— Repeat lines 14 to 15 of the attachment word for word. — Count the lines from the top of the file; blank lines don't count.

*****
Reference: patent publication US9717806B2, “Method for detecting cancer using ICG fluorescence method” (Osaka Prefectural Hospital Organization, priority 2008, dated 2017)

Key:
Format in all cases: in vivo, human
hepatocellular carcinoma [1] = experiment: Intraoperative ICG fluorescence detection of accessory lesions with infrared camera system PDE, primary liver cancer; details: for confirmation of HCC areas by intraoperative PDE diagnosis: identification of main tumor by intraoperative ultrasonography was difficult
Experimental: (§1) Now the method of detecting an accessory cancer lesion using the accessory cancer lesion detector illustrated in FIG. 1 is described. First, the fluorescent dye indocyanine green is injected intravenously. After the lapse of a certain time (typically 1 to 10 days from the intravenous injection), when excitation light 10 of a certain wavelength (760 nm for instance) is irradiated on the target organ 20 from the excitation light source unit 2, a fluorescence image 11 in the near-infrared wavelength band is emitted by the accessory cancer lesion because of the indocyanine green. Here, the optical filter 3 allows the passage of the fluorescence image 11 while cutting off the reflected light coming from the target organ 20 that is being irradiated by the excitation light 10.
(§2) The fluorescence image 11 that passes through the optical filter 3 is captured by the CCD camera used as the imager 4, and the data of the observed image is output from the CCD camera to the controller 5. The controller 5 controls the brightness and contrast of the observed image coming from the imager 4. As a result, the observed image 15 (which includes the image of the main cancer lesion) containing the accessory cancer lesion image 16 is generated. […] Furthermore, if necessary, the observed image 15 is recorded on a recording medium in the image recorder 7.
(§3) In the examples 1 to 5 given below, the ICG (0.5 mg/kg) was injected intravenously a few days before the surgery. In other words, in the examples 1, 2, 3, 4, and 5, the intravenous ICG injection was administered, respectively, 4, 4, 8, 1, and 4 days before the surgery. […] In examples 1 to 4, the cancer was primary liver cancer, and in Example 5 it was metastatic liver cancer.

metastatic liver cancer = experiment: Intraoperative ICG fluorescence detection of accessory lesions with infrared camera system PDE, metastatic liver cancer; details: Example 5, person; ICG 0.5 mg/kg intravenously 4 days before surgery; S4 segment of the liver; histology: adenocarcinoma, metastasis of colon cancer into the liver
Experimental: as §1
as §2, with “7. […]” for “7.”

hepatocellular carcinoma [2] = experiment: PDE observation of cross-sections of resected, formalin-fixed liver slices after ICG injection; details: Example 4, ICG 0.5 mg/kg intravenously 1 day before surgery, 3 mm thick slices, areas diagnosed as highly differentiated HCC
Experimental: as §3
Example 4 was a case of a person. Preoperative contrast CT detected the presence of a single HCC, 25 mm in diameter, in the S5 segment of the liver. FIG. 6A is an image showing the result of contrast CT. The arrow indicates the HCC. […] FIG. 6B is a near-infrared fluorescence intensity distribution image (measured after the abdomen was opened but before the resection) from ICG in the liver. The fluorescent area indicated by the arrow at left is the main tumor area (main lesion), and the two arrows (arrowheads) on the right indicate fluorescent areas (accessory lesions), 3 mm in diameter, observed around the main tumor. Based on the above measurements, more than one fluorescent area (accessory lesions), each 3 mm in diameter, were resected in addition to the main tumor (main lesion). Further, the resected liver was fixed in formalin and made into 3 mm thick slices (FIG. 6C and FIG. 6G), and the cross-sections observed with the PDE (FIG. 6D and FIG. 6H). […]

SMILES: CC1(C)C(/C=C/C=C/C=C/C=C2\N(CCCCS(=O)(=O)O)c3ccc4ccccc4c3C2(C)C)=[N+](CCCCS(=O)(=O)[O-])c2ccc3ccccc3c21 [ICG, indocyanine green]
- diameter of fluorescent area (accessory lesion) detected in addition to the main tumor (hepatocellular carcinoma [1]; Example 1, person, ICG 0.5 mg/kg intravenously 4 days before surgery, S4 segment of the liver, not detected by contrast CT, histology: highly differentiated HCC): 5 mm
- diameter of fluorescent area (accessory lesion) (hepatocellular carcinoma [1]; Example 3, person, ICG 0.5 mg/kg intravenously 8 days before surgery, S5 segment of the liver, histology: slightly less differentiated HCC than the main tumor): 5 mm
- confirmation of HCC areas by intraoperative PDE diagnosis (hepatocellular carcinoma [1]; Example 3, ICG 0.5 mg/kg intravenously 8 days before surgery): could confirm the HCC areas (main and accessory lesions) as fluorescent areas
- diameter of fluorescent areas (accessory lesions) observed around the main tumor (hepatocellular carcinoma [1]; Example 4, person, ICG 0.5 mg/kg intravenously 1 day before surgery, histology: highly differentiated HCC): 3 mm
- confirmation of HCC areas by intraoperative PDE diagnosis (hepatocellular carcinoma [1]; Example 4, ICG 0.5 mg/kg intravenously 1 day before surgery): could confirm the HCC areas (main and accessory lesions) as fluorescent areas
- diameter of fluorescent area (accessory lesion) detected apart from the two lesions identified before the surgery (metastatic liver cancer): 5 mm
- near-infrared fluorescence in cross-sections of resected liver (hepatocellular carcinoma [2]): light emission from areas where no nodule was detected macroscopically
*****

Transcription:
SMILES: CC1(C)C(/C=C/C=C/C=C/C=C2\N(CCCCS(=O)(=O)O)c3ccc4ccccc4c3C2(C)C)=[N+](CCCCS(=O)(=O)[O-])c2ccc3ccccc3c21 [ICG, indocyanine green]
- diameter of fluorescent area (accessory lesion) detected in addition to the main tumor (hepatocellular carcinoma [1]; Example 1, person, ICG 0.5 mg/kg intravenously 4 days before surgery, S4 segment of the liver, not detected by contrast CT, histology: highly differentiated HCC): 5 mm